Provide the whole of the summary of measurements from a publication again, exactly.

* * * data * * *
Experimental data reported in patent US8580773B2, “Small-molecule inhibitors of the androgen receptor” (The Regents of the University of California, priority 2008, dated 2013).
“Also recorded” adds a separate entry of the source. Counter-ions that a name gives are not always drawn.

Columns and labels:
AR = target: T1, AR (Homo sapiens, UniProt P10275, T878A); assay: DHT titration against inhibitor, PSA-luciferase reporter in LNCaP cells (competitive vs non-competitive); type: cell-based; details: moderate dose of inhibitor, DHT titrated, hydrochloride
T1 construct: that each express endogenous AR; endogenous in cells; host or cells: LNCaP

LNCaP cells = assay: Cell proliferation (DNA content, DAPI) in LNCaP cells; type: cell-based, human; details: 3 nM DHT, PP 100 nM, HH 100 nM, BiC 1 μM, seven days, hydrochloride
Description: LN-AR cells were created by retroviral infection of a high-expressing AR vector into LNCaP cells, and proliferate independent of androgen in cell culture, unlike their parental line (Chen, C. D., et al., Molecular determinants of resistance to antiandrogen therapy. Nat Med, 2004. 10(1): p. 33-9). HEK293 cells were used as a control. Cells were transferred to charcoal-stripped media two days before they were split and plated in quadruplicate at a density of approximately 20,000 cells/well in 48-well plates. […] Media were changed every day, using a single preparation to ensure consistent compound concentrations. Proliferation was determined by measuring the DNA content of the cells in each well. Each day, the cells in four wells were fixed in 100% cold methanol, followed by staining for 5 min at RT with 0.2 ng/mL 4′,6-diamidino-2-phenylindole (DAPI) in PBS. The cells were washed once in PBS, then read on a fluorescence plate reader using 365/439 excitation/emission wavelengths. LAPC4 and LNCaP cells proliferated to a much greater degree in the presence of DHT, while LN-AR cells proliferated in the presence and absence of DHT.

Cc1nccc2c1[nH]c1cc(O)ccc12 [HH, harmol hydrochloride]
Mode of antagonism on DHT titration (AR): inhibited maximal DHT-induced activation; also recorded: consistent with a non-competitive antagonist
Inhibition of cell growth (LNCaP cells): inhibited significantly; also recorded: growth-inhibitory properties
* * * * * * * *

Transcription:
Experimental data reported in patent US8580773B2, “Small-molecule inhibitors of the androgen receptor” (The Regents of the University of California, priority 2008, dated 2013).
“Also recorded” adds a separate entry of the source. Counter-ions that a name gives are not always drawn.

Columns and labels:
AR = target: T1, AR (Homo sapiens, UniProt P10275, T878A); assay: DHT titration against inhibitor, PSA-luciferase reporter in LNCaP cells (competitive vs non-competitive); type: cell-based; details: moderate dose of inhibitor, DHT titrated, hydrochloride
T1 construct: that each express endogenous AR; endogenous in cells; host or cells: LNCaP

LNCaP cells = assay: Cell proliferation (DNA content, DAPI) in LNCaP cells; type: cell-based, human; details: 3 nM DHT, PP 100 nM, HH 100 nM, BiC 1 μM, seven days, hydrochloride
Description: LN-AR cells were created by retroviral infection of a high-expressing AR vector into LNCaP cells, and proliferate independent of androgen in cell culture, unlike their parental line (Chen, C. D., et al., Molecular determinants of resistance to antiandrogen therapy. Nat Med, 2004. 10(1): p. 33-9). HEK293 cells were used as a control. Cells were transferred to charcoal-stripped media two days before they were split and plated in quadruplicate at a density of approximately 20,000 cells/well in 48-well plates. […] Media were changed every day, using a single preparation to ensure consistent compound concentrations. Proliferation was determined by measuring the DNA content of the cells in each well. Each day, the cells in four wells were fixed in 100% cold methanol, followed by staining for 5 min at RT with 0.2 ng/mL 4′,6-diamidino-2-phenylindole (DAPI) in PBS. The cells were washed once in PBS, then read on a fluorescence plate reader using 365/439 excitation/emission wavelengths. LAPC4 and LNCaP cells proliferated to a much greater degree in the presence of DHT, while LN-AR cells proliferated in the presence and absence of DHT.

Cc1nccc2c1[nH]c1cc(O)ccc12 [HH, harmol hydrochloride]
Mode of antagonism on DHT titration (AR): inhibited maximal DHT-induced activation; also recorded: consistent with a non-competitive antagonist
Inhibition of cell growth (LNCaP cells): inhibited significantly; also recorded: growth-inhibitory properties